This seems obvious enough, but what happens if a company doesn’t check the box and somehow manages to file the required report by the extended deadline? Not to worry, if the deadline is met then the Commission will consider the report to have been timely filed, regardless of the checking of the box.
The next three C&DIs address compensation related disclosures:
The first reiterates that Regulation G and Item 10(e) of Regulation S-K apply to any non-GAAP financial disclosures, other than target level disclosures, that are included in a company’s proxy statement. With regard to pay-related non-GAAP disclosures, the Commission notes that it will not object if a company includes the requisite GAAP reconciliations in a prominently cross-referenced annex or by incorporation by reference to the relevant pages of the company’s annual report containing the requisite GAAP reconciliations.
The second specifies that a company may omit disclosure regarding disability plans (as with group life, health, hospitalization, or medical reimbursement plans) that do not discriminate in scope, terms or operation, in favor of its executive officers or directors, and that are available generally to all of its salaried employees.
The third is a little counterintuitive (at least it was at first for me). It notes that the grant date fair value for stock and option awards that are subject to performance conditions must be reported based on the probable outcome of the performance conditions as of the grant date, even if the actual outcome is known as of the disclosure date. (For clarity’s sake you may want to take a look the fact pattern posed by question 119.28)
Disclosure Regarding Departing Directors (Question 116.10)
The next CD&I represents a change in position from question 116.08, which was withdrawn as of yesterday.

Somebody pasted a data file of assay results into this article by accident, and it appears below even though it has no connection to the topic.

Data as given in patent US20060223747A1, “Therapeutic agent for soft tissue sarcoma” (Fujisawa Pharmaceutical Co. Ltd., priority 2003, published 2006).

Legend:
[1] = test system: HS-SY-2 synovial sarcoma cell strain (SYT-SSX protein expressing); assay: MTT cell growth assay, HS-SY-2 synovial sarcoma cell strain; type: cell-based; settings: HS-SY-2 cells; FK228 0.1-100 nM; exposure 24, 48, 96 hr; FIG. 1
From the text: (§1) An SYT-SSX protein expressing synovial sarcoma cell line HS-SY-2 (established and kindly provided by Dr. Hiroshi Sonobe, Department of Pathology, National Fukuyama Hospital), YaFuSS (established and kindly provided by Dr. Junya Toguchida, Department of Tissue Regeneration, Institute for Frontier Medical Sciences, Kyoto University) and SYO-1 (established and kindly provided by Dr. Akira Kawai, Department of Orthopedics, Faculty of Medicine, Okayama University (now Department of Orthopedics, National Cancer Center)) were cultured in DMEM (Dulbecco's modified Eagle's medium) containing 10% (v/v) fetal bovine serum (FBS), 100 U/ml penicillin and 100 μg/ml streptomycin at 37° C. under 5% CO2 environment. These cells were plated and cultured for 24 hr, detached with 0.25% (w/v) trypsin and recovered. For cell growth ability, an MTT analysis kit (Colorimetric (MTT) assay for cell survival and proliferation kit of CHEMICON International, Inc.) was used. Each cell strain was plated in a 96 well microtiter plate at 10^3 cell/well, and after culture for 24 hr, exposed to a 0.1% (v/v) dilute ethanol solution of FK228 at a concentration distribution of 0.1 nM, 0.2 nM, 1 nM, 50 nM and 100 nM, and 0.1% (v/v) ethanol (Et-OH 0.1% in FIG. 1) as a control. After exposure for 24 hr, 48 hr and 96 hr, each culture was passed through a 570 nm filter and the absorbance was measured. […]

Basically it states that if a company incorporates by reference into its annual report disclosure from its proxy statement regarding the identification and business experience of its directors, and the definitive proxy statement is filed within 120 days of the company’s fiscal year-end, then the company may omit from both the proxy statement and annual report disclosure regarding any director whose term will not continue after its annual shareholder meeting.
If, however, a company directly discloses information regarding the identification and business experience of its directors in its annual report (rather than incorporating by reference), it cannot omit disclosure regarding any director whose term will not continue after the company’s annual shareholder meeting.
The final two CD&Is address disclosures related to shareholder advisory votes on the frequency of advisory votes on executive compensation (say on frequency votes):
The first notes that, with respect to the say on frequency vote, a company is not required to disclose the number of broker non-votes; only the number of votes cast for each of the one, two and three-year frequency options and the number of abstentions.
The second notes that a company may disclose the initial voting results from its shareholder meeting in an annual or quarterly report, rather than in a Form 8-K, provided the report is filed within the requisite disclosure period. Thereafter, a company may choose to disclose its board’s decision as to how frequently it will hold the shareholder advisory vote on executive compensation in a new Form 8-K, rather than by amending the annual or quarterly report in which the initial voting results were disclosed. If, however, the initial voting results are disclosed in a Form 8-K the board’s subsequent decision as to how frequently the shareholder advisory vote on executive compensation will be held must be disclosed in an amendment to the original Form 8-K, as opposed to a new Form 8-K.
Statement on Well-Known Seasoned Issuer (WKSI) Waivers
In addition to the new C&DIs, the Division of Corporation Finance also released a statement outlining the framework that it will use when determining whether to grant an “ineligible issuer” waiver to a company that has lost its status as well-known seasoned issuer for having violated the anti-fraud provisions of the federal securities laws. The statement is very brief and if you’re a WKSI worth the quick read.